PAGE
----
Han F. Vermeulen, a Dutch scholar at the Max Planck Institute for Social Anthropology in Halle, Germany, argues in this monumental and meticulous historical study that, contrary to a widespread view, modern anthropology has its roots not in the nineteenth century but in the German Enlightenment. Using primary sources from Russian, German, Austrian, and other European archives as well as numerous secondary ones, Vermeulen painstakingly explores how “ethnography” began as field research by German-speaking historians and naturalists in Siberia during the 1730s and 1740s, was broadened as “ethnology” by scholars in Göttingen and Vienna during the 1770s and 1780s, and was eventually adopted by researchers in other countries.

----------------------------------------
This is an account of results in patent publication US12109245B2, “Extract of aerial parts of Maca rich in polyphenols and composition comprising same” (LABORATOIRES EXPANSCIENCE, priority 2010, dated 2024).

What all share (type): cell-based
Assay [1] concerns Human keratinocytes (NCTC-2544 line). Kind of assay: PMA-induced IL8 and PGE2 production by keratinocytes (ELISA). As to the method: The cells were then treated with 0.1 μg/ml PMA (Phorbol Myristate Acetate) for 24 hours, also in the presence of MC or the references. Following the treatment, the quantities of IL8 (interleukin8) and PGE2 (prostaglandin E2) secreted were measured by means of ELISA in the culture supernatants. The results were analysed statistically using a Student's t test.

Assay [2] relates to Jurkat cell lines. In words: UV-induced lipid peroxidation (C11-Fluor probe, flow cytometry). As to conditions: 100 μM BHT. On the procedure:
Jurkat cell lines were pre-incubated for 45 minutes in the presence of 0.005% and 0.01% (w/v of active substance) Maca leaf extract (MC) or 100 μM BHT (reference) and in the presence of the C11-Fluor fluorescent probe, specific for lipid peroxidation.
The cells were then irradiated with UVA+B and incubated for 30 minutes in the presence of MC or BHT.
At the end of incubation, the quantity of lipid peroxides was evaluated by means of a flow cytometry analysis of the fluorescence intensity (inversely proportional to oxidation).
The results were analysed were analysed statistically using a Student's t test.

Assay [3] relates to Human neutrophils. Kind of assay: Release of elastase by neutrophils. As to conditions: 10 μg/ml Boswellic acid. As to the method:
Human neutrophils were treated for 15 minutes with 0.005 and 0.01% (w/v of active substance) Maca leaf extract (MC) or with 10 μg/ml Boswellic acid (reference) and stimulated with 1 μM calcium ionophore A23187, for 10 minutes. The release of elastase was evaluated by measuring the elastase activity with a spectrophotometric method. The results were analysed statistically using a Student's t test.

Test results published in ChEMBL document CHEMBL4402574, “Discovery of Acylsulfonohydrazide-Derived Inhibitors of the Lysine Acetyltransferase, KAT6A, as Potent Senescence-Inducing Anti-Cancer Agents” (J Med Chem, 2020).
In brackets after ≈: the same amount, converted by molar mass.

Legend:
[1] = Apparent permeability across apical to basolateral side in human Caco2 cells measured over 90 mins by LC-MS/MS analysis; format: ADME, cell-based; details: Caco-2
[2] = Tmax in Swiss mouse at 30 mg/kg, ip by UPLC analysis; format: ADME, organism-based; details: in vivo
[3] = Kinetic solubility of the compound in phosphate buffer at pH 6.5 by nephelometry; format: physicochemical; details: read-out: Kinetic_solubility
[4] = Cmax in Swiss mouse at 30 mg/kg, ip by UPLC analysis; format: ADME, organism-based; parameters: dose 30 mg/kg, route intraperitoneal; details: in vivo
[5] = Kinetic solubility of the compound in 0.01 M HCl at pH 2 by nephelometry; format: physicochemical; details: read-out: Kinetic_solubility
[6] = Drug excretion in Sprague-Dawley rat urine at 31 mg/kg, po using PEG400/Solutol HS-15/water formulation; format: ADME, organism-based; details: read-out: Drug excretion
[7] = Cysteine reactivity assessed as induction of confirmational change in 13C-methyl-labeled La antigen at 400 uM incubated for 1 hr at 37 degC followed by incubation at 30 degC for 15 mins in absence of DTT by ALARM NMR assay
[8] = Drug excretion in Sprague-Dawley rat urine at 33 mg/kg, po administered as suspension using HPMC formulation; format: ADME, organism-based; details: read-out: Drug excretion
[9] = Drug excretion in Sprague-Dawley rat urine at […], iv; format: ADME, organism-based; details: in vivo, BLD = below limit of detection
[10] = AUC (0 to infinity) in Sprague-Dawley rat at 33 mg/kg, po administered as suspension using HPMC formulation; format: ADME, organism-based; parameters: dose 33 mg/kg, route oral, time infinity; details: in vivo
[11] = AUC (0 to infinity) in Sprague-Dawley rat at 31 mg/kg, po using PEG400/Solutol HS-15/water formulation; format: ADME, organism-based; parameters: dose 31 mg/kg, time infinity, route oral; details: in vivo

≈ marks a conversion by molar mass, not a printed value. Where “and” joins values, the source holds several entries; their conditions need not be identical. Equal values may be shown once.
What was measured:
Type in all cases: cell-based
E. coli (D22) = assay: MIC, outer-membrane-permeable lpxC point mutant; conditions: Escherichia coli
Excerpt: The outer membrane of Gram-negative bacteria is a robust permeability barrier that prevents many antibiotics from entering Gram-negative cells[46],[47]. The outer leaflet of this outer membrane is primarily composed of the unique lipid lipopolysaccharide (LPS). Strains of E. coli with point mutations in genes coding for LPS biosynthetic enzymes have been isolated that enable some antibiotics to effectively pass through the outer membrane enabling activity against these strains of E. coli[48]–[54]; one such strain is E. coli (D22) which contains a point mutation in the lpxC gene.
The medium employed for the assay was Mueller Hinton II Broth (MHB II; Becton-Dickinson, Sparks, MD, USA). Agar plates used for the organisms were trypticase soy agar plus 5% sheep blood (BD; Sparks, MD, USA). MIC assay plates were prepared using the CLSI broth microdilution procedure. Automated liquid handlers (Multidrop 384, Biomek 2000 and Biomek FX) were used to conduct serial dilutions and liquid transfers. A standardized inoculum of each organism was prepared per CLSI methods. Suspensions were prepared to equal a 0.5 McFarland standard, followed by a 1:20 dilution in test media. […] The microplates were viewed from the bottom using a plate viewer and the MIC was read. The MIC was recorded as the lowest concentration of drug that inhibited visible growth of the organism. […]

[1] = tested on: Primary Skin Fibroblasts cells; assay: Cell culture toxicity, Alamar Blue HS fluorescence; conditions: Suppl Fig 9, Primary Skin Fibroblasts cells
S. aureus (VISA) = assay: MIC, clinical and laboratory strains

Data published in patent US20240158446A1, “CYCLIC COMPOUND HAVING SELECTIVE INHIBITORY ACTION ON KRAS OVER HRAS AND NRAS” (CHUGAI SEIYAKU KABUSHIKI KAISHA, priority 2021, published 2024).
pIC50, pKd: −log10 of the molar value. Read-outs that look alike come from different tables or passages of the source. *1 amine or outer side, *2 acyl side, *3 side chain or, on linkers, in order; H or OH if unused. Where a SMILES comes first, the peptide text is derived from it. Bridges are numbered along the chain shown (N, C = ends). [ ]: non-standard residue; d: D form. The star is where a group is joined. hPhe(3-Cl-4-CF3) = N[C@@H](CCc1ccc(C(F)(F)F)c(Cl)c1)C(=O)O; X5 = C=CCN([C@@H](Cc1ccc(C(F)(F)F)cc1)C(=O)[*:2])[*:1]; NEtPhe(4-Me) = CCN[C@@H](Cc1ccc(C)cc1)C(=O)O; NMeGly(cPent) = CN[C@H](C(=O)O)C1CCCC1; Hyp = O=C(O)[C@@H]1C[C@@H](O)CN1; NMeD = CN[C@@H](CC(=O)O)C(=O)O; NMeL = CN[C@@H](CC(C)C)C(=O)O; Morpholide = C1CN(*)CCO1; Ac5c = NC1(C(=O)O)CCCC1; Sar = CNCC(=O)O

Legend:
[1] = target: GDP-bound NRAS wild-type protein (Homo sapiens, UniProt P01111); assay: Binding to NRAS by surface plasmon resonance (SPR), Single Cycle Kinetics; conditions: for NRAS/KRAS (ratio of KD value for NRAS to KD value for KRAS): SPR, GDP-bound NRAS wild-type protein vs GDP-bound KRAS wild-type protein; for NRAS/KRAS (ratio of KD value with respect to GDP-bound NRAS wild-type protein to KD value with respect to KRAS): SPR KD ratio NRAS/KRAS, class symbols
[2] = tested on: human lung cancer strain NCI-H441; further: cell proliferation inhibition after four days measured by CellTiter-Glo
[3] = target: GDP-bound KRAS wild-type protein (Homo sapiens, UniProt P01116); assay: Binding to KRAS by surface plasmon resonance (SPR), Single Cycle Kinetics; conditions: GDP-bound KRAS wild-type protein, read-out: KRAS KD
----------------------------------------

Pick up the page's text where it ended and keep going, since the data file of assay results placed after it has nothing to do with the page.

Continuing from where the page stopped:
Vermeulen begins by tracing the intellectual genealogy of ethnology to Gottfried Wilhelm Leibniz’s philosophy and linguistics and follows by documenting his influence on Peter the Great, who undertook а major modernization of his country’s science, including geographic exploration and description of its...

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